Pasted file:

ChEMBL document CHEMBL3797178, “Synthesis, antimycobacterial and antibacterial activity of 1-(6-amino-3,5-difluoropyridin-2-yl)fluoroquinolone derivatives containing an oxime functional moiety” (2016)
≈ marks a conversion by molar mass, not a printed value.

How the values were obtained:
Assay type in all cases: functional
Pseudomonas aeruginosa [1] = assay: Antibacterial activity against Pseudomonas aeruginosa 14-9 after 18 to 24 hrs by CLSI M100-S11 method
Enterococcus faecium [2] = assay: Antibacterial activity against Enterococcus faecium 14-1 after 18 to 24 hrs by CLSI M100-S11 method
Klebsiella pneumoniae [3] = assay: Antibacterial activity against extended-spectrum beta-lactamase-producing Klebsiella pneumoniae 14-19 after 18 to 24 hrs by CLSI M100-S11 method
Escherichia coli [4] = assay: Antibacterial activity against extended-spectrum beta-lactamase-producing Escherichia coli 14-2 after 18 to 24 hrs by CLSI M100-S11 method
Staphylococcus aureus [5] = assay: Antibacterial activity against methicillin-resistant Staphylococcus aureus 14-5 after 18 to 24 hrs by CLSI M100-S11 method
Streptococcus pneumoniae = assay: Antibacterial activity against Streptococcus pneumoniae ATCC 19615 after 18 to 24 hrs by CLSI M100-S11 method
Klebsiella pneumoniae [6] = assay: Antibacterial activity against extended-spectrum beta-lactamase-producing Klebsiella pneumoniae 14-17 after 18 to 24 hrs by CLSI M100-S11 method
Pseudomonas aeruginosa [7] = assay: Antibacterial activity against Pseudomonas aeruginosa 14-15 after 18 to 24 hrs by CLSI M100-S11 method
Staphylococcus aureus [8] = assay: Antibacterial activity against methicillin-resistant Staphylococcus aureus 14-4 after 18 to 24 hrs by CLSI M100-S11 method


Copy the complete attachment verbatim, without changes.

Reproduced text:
ChEMBL document CHEMBL3797178, “Synthesis, antimycobacterial and antibacterial activity of 1-(6-amino-3,5-difluoropyridin-2-yl)fluoroquinolone derivatives containing an oxime functional moiety” (2016)
≈ marks a conversion by molar mass, not a printed value.

How the values were obtained:
Assay type in all cases: functional
Pseudomonas aeruginosa [1] = assay: Antibacterial activity against Pseudomonas aeruginosa 14-9 after 18 to 24 hrs by CLSI M100-S11 method
Enterococcus faecium [2] = assay: Antibacterial activity against Enterococcus faecium 14-1 after 18 to 24 hrs by CLSI M100-S11 method
Klebsiella pneumoniae [3] = assay: Antibacterial activity against extended-spectrum beta-lactamase-producing Klebsiella pneumoniae 14-19 after 18 to 24 hrs by CLSI M100-S11 method
Escherichia coli [4] = assay: Antibacterial activity against extended-spectrum beta-lactamase-producing Escherichia coli 14-2 after 18 to 24 hrs by CLSI M100-S11 method
Staphylococcus aureus [5] = assay: Antibacterial activity against methicillin-resistant Staphylococcus aureus 14-5 after 18 to 24 hrs by CLSI M100-S11 method
Streptococcus pneumoniae = assay: Antibacterial activity against Streptococcus pneumoniae ATCC 19615 after 18 to 24 hrs by CLSI M100-S11 method
Klebsiella pneumoniae [6] = assay: Antibacterial activity against extended-spectrum beta-lactamase-producing Klebsiella pneumoniae 14-17 after 18 to 24 hrs by CLSI M100-S11 method
Pseudomonas aeruginosa [7] = assay: Antibacterial activity against Pseudomonas aeruginosa 14-15 after 18 to 24 hrs by CLSI M100-S11 method
Staphylococcus aureus [8] = assay: Antibacterial activity against methicillin-resistant Staphylococcus aureus 14-4 after 18 to 24 hrs by CLSI M100-S11 method